As some of you know, I spent the last week at the Symposium for Professional Wine Writers in Napa. This event offers an unparalleled opportunity to spend time hanging out with people who make their living (in part or in full) from writing about wine, as well as to learn and practice the craft itself.
I’ve been attending this event for nine years and it is one of the most enjoyable weeks I spend all year.
The event draws talent small and large, but this year’s lineup proved particularly excellent, beginning with the keynote speech, delivered by none other than wine critic Robert M. Parker, Jr.
His address to the attendees (people ranging from aspiring wine writers who have placed a few stories in their local paper, to the likes of Eric Asimov, Jay McInerney, Ray Isle, and Jon Bonné) included a retelling of his rise to fame, thoughts on his own success, and some tidbits of advice for his audience, whom he said he “wanted to succeed.”
A number of my fellow attendees have captured elements of Parker’s commentary, and offered thoughts on his speech, so rather than duplicate their efforts, I suggest that you take a look at posts by Richard Jennings, David White, Fred Swan, and Bill Ward.
What I can contribute to the discussion will simply be the speech itself.
Note that this video was made with my digital still camera, and suffers from its limitations, including the fact that it can only record in roughly 15 minute segments. The framing is awkward, and the sound is only marginal. I’ve cleaned up the image and boosted the voice audio as best I can, but it’s rough nonetheless, and unfortunately the audio degrades quite badly in the last three or four minutes.
However you do get a sense of the speech, and some of the questions he was asked at the end.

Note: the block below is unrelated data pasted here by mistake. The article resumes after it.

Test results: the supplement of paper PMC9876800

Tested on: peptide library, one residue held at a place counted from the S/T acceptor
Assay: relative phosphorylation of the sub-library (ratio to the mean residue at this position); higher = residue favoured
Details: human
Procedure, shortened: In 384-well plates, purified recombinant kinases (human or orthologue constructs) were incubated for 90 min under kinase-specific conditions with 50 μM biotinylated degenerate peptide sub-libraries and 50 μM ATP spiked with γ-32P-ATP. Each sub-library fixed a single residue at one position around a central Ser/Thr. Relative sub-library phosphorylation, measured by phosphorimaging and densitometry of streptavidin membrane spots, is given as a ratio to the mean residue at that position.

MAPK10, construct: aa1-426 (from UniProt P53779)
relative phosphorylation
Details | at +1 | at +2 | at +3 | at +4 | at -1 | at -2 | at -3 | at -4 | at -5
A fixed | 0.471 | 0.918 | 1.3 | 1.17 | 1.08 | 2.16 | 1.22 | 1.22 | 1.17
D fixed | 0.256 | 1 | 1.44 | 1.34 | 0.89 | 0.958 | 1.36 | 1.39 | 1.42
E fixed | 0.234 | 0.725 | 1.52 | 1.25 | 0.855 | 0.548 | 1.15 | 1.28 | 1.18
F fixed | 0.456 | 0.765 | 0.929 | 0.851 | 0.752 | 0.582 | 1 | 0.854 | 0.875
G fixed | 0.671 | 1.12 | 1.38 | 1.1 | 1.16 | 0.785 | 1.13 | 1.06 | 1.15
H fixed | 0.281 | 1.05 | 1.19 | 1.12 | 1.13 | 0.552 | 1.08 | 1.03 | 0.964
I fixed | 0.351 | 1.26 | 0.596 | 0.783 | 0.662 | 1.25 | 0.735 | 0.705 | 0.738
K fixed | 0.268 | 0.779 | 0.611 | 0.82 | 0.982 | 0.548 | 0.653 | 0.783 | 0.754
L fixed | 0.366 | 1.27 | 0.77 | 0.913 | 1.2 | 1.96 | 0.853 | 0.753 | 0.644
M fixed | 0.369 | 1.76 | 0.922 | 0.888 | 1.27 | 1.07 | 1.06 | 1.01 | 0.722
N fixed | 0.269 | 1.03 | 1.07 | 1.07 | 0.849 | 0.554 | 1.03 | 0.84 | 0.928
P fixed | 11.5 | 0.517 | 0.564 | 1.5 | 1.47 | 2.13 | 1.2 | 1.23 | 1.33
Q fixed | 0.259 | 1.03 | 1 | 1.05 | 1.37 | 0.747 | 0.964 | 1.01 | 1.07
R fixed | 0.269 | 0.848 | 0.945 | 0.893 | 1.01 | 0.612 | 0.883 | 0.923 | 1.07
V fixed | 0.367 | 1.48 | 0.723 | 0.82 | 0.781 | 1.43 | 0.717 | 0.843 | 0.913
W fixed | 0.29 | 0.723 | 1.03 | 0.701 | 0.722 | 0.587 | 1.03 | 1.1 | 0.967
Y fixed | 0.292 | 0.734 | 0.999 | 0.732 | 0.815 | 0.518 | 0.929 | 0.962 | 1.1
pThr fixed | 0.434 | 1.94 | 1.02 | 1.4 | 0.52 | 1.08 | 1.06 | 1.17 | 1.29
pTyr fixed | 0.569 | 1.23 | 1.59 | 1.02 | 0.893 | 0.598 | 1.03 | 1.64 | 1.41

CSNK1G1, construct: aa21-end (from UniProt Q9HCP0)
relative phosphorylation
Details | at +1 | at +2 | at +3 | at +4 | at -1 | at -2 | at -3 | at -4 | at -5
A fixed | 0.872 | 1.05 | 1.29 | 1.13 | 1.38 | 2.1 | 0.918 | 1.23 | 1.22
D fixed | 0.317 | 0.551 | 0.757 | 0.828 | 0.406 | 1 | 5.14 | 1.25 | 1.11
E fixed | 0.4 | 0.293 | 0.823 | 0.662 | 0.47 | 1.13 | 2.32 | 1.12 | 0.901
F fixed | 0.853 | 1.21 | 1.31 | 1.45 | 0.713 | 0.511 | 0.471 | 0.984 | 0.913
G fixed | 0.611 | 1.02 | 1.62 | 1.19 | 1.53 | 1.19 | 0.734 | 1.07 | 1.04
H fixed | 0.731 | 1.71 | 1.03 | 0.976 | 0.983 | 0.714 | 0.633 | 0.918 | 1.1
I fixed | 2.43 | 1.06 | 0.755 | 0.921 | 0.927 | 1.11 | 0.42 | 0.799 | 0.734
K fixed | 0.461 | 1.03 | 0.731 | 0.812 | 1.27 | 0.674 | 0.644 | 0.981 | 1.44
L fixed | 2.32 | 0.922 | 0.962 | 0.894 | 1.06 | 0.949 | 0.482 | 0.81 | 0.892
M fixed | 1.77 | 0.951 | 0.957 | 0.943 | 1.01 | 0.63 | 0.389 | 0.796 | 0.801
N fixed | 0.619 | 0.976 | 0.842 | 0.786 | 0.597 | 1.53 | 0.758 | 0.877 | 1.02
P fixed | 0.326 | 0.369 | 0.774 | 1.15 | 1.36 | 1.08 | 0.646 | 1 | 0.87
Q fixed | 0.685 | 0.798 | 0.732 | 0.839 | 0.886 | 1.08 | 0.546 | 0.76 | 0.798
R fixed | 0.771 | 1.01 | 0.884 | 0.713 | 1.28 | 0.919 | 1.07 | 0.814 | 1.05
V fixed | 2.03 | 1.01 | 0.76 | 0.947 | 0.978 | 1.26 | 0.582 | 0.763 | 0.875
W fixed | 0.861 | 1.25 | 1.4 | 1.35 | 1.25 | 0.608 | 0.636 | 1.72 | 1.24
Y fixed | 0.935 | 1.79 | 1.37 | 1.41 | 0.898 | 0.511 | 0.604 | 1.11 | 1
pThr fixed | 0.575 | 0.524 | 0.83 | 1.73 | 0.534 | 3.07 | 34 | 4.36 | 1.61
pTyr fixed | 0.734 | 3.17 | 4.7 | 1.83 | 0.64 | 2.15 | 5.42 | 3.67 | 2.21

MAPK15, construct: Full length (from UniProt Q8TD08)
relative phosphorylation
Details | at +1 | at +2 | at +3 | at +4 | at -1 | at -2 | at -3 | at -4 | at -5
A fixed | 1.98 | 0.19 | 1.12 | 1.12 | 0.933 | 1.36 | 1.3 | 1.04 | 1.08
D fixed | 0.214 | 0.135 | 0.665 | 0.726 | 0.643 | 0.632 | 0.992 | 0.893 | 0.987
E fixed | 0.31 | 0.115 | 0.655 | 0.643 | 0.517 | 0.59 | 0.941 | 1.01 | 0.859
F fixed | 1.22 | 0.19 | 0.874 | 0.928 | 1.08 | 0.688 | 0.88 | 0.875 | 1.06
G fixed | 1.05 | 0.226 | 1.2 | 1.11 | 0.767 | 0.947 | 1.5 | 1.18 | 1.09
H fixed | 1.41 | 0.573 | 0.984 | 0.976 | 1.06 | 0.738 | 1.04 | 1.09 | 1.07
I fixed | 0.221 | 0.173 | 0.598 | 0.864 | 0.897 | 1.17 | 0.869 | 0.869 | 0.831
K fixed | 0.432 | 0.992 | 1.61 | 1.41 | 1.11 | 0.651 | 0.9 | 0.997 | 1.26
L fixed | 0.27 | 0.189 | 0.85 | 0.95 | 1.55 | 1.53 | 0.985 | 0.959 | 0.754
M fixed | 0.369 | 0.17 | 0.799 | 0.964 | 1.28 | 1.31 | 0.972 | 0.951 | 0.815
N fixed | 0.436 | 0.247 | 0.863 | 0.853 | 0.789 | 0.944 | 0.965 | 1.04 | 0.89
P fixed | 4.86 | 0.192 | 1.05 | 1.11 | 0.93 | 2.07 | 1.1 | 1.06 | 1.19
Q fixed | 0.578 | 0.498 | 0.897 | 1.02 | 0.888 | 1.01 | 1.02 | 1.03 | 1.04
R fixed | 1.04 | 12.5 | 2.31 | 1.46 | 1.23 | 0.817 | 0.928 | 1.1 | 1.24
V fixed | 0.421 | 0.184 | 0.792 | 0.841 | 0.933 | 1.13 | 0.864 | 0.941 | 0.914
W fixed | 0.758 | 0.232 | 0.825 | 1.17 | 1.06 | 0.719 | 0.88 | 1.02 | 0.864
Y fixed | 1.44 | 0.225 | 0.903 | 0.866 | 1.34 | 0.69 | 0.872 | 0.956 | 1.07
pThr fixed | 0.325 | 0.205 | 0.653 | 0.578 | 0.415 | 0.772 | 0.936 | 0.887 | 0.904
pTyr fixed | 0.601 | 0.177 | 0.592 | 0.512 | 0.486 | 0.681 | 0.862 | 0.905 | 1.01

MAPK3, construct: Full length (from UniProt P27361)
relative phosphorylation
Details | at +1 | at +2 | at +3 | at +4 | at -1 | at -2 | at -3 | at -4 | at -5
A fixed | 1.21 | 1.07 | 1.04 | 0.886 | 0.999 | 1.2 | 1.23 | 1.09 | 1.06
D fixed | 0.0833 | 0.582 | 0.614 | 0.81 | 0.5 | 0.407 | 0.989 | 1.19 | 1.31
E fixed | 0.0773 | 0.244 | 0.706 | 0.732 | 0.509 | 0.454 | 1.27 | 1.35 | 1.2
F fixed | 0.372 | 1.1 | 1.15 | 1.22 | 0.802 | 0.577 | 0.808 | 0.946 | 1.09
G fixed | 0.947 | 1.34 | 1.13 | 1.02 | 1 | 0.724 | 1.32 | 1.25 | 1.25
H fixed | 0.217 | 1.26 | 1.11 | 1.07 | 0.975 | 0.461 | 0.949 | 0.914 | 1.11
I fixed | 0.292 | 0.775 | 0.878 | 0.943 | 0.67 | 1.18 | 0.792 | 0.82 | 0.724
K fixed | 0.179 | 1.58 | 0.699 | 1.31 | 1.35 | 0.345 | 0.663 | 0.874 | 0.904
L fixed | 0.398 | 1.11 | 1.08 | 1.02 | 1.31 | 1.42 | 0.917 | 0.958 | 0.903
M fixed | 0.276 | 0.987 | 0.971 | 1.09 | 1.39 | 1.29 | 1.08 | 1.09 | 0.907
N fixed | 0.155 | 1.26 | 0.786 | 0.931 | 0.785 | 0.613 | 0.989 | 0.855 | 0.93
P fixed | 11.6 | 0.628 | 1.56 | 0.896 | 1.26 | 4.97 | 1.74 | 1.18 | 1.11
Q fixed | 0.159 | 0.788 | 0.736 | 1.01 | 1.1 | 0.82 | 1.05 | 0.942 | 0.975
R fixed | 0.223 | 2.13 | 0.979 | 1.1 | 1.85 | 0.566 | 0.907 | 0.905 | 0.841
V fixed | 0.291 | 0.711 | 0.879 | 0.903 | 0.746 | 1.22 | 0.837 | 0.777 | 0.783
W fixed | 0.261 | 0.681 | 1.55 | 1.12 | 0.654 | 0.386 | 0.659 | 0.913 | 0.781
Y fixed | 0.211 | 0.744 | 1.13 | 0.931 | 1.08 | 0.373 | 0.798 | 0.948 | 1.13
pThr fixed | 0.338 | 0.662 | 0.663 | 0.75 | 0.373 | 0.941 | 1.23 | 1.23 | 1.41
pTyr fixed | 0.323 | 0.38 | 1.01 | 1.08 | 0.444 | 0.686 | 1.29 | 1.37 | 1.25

As I said, the writers referenced above have commented on many aspects of the speech rather well, but Parker said two things in the speech more clearly than I have heard him articulate before.
At one point he clearly spoke about selling “a majority of the Wine Advocate” to his Singapore investors. Speculation abounded in the days following that transaction, but to my knowledge, neither he nor his staff have ever made clear that he is now a minority shareholder in his enterprise. In fact, quite to the contrary, various official statements seemed to go to great lengths to suggest that Parker, in remaining CEO, was in control of the business.
Secondly, he expressed with greater depth than I have ever heard, an admission of just how badly the scandal involving Jay Miller impacted the perception of his business in the marketplace. As a lawyer, Parker has always been quite clear in reminding the public and the industry that the inquiry into the scandal revealed no wrongdoing on the part of Parker or his employees, and he did as much in this speech. However, he also, and without qualification, said that these incidents were damaging, and embarrassing, that he was at fault for not policing his employees better, and that the scandal, with its appearance of impropriety, was just as bad as if someone had done something illegal.
There were lots of other little juicy tidbits in there, of course, but I’ll let you discover them for yourself.